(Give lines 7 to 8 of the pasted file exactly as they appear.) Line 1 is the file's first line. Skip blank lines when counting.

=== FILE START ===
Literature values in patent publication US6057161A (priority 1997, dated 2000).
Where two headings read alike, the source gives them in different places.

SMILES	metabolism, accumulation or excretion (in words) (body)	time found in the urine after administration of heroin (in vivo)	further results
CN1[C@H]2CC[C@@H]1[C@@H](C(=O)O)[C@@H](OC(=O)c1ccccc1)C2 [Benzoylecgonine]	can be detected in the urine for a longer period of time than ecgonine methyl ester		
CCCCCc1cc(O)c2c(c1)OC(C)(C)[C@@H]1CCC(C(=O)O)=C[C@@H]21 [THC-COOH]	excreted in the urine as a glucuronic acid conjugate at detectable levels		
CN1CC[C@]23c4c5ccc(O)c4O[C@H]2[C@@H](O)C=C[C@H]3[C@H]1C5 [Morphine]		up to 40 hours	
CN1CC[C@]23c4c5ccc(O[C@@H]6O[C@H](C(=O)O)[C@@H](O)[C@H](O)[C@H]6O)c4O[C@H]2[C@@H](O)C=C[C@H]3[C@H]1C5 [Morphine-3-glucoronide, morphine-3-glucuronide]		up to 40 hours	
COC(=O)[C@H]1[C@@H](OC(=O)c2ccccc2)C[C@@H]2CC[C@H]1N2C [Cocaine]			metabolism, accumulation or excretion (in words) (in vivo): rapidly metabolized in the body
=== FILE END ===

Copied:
CN1CC[C@]23c4c5ccc(O[C@@H]6O[C@H](C(=O)O)[C@@H](O)[C@H](O)[C@H]6O)c4O[C@H]2[C@@H](O)C=C[C@H]3[C@H]1C5 [Morphine-3-glucoronide, morphine-3-glucuronide]		up to 40 hours	
COC(=O)[C@H]1[C@@H](OC(=O)c2ccccc2)C[C@@H]2CC[C@H]1N2C [Cocaine]			metabolism, accumulation or excretion (in words) (in vivo): rapidly metabolized in the body